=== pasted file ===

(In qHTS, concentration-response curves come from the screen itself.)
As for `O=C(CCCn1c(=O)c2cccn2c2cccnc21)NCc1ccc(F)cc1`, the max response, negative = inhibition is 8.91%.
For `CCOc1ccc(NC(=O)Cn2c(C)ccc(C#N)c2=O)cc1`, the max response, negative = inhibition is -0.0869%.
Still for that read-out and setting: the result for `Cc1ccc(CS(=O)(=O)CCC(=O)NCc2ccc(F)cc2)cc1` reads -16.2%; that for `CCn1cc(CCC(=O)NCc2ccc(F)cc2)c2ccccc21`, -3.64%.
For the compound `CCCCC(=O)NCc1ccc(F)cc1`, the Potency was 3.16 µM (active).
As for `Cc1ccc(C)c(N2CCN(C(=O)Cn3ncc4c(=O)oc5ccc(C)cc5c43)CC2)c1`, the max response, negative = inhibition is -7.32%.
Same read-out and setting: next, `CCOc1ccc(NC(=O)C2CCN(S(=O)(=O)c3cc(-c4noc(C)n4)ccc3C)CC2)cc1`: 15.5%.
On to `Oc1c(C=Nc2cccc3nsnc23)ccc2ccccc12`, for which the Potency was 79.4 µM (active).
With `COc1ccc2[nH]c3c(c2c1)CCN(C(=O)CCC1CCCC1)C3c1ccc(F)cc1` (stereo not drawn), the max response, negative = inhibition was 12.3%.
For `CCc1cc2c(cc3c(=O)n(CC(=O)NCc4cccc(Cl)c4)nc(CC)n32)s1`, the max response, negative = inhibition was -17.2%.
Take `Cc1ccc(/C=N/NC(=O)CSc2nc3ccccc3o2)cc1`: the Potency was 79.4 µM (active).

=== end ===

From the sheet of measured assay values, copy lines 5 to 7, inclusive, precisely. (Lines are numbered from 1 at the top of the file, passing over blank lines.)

For the compound `CCCCC(=O)NCc1ccc(F)cc1`, the Potency was 3.16 µM (active).
As for `Cc1ccc(C)c(N2CCN(C(=O)Cn3ncc4c(=O)oc5ccc(C)cc5c43)CC2)c1`, the max response, negative = inhibition is -7.32%.
Same read-out and setting: next, `CCOc1ccc(NC(=O)C2CCN(S(=O)(=O)c3cc(-c4noc(C)n4)ccc3C)CC2)cc1`: 15.5%.